VALENCIA: Yes, a handful of days later, but I'm sure there's a lot of questions that are going to be looking at. They're looking at the election process in the state of Florida. In fact, President Barack Obama alluded to it a little bit in the acceptance speech saying there's something that needs to be done about those long lines. So, we will see what happens.

HENDRICKS: Nick, thank you. Appreciate it.

You know, all of the storm victims still without power or clean water. We're talking about Sandy. Nick, coming up, I will talk to a woman who is pushing past her own needs to help others.

And with a fiscal cliff looming and the balance of power pretty much the same, will lawmakers be able to compromise their differences to avoid going off the cliff?

(COMMERCIAL BREAK)

HENDRICKS: So the big question now regarding Petraeus, was our national security put at risk by the nation's top spy, having an extramarital affair?

Well, here's what official says that the FBI was worried that general Petraeus could have been put in a tough position, a vulnerable spot, and he could have been blackmailed.

Fran Townsend is CNN's national security contributor and a member of the CIA advisory board which provides expert advice to senior leader of the CIA. Fran is on the phone now. We see this type of stuff in the movies, agents having affairs. Maybe they end up compromised, but how real is this possibility even with someone as decorated and respected as Petraeus and were you shocked when you heard the news?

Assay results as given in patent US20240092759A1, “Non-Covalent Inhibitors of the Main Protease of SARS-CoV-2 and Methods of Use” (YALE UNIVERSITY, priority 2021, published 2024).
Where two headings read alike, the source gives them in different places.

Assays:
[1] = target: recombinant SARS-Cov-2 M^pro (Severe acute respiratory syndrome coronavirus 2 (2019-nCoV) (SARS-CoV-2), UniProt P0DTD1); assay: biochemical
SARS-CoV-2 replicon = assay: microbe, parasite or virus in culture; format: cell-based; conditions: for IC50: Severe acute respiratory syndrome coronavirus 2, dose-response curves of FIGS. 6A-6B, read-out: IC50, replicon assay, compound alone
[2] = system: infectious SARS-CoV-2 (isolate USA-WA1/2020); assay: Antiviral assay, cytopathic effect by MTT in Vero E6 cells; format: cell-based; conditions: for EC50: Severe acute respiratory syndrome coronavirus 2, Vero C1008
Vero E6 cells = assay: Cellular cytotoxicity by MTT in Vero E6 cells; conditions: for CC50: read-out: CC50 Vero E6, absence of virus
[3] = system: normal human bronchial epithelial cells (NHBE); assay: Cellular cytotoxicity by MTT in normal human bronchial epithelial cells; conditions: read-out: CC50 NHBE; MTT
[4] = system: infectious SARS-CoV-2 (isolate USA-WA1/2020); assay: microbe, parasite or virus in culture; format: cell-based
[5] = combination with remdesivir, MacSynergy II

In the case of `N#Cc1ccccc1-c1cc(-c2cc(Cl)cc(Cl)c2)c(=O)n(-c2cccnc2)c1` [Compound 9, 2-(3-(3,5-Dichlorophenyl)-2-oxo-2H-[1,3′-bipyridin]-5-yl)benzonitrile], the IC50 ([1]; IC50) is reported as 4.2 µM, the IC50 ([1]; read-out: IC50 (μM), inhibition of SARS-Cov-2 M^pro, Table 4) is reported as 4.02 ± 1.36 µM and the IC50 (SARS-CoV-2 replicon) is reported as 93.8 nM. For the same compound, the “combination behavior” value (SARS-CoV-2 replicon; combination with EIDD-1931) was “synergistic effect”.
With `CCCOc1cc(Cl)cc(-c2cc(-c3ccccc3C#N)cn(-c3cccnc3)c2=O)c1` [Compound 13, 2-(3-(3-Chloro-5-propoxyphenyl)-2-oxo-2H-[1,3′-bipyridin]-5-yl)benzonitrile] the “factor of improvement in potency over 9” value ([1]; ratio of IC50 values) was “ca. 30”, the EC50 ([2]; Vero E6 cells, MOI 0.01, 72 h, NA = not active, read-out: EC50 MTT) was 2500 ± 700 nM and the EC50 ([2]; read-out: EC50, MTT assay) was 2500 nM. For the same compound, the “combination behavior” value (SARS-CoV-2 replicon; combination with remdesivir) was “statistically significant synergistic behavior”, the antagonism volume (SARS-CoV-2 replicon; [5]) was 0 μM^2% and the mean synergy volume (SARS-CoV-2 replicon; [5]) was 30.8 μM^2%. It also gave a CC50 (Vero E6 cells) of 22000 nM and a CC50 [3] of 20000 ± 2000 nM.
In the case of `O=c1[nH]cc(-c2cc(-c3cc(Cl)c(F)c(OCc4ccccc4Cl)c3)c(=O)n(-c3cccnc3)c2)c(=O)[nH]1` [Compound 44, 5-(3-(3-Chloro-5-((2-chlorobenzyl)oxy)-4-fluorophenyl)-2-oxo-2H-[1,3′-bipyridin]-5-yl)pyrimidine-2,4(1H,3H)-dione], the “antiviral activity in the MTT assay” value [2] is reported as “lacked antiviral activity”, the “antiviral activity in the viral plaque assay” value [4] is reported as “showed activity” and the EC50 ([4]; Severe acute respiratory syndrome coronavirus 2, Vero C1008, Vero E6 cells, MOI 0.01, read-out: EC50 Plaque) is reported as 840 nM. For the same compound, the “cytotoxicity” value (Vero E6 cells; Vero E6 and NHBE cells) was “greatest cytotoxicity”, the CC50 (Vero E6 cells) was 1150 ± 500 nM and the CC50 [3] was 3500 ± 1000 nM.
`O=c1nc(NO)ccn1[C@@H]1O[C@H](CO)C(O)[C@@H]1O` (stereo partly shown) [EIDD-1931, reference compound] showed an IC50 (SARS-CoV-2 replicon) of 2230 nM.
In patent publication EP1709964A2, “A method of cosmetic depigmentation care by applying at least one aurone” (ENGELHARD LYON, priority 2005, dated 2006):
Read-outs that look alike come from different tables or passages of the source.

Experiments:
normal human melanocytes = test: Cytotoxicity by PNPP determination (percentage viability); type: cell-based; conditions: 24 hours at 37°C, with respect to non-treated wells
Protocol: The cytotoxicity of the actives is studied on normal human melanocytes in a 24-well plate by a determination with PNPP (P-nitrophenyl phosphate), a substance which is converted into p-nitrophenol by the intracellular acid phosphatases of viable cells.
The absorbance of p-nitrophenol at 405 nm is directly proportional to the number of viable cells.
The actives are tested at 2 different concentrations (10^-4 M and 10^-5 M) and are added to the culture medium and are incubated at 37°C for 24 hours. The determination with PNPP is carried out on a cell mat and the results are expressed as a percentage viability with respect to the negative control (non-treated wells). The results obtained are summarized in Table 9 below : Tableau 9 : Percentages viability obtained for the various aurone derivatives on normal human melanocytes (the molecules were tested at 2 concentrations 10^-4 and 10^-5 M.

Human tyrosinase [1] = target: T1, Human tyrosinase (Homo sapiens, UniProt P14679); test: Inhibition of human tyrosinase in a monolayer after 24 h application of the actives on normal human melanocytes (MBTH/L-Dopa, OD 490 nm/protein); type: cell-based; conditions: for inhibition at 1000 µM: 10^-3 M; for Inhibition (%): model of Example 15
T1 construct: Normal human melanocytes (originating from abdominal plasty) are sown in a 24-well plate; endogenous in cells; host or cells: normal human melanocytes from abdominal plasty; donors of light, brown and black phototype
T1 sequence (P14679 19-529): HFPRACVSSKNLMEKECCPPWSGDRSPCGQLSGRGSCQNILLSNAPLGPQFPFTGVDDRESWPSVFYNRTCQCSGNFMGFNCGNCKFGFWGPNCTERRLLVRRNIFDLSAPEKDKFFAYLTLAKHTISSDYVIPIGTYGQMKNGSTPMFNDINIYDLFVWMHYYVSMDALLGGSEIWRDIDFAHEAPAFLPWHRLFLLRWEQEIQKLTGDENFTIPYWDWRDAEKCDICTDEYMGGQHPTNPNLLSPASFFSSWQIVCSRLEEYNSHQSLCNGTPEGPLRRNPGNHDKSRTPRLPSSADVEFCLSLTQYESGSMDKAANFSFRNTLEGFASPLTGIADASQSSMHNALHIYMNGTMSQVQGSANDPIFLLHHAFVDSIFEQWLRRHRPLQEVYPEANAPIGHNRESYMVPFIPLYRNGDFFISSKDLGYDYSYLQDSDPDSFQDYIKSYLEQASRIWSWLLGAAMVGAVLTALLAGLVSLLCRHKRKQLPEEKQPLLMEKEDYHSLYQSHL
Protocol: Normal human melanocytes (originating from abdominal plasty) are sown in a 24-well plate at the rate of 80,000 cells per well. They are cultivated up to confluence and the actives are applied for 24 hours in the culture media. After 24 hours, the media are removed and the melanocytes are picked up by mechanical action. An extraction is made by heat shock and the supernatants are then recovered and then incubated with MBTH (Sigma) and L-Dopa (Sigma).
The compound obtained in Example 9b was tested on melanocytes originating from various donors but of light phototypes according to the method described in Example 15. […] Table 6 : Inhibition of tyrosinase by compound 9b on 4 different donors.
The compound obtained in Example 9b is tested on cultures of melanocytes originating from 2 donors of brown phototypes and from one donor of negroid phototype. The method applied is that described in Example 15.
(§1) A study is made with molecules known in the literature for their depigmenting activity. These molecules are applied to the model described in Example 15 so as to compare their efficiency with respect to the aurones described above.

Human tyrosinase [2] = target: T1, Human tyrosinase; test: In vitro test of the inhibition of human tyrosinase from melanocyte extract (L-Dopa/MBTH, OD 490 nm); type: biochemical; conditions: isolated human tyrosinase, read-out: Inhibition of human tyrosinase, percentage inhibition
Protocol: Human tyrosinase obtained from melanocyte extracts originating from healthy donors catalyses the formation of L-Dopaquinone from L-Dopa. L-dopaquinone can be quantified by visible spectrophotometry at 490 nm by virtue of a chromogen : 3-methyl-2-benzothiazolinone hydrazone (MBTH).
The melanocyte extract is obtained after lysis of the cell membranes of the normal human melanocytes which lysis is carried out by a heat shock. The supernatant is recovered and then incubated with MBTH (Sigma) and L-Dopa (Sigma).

FRAN TOWNSEND, CNN NATIONAL SECURITY CONTRIBUTOR (via hone): Let me start with the last part. I was certainly shocked when I heard the news. I think of David Petraeus and to this day as an incredible public servant who served the nation very well in terms of our protection and our security. And so yes, I absolutely found the news shocking. Do I believe that our national security has been compromised? No. And I think that that's a little farfetched, that the notion of the extramarital affair would have in some way compromised the nation's security.

Look, it is an indiscretion of the highest order. It's certainly a betrayal of his promises and expectations of his wife and family. But, put that aside for a moment. And when you're talking about the nation's security, there's no reason to suspect that David Petraeus knowingly put at risk any classified or sensitive information.

I think what we're beginning to understand is the FBI was not targeting David Petraeus. They were looking at a potential vulnerability to his personal e-mail account. Not uncommon with senior government officials. We know there are nation states around the world who target personal e-mails of officials. And so, it's entirely possible that they were concerned that his personal e-mail account had been compromised in some way and began this investigation which is consistent with what we have heard from members of Congress that the FBI stumbled upon the extramarital affair.

HENDRICKS: Fran, his resignation has been called a real loss to this country, many people agree with that. Did he have any other choices here but to resign, and did President Obama have the choice of not accepting his resignation?

TOWNSEND: Well, look, there's always the choice. But I think knowing general Petraeus as I do, this is a man, while there's no accounting for this indiscretion, who believes in living one's values and holding one's self to high standards. And he failed to do this in this instance. So I think it's very much the Dave Petraeus I have known and worked with to have decided to hold himself accountable, to be honest about the mistake, to hold himself accountable and resign.